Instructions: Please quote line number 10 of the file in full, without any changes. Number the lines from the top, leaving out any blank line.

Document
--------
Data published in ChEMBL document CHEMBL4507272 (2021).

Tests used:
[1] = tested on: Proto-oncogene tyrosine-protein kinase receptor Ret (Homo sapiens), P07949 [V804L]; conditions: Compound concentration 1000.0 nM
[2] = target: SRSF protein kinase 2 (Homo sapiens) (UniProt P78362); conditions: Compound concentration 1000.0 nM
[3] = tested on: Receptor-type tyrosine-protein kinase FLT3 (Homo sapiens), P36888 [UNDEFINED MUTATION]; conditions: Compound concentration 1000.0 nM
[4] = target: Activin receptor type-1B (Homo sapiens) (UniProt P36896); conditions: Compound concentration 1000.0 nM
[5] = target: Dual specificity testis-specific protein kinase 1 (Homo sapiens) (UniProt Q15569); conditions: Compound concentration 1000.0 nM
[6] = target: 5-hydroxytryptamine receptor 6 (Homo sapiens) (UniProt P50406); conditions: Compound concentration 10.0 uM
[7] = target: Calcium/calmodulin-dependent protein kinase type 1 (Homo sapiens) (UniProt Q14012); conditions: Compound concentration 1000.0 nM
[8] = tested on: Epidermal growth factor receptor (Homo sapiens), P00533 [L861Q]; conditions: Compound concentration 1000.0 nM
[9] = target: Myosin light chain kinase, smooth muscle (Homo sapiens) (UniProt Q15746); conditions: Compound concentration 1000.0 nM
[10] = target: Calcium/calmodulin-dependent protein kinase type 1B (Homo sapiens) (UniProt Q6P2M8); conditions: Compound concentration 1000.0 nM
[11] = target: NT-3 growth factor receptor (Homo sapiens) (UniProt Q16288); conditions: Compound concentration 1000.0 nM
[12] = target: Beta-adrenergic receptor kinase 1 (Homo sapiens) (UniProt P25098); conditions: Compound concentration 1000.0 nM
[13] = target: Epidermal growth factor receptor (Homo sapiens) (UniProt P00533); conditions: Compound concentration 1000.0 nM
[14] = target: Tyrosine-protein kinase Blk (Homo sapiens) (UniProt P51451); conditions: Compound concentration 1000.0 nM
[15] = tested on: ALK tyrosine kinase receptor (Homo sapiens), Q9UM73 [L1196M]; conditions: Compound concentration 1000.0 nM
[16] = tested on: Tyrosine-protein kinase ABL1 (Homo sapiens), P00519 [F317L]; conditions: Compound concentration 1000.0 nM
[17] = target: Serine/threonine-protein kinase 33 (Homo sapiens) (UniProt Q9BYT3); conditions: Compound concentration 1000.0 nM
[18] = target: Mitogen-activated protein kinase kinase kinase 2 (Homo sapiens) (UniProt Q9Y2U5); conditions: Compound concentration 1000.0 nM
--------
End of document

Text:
[8] = tested on: Epidermal growth factor receptor (Homo sapiens), P00533 [L861Q]; conditions: Compound concentration 1000.0 nM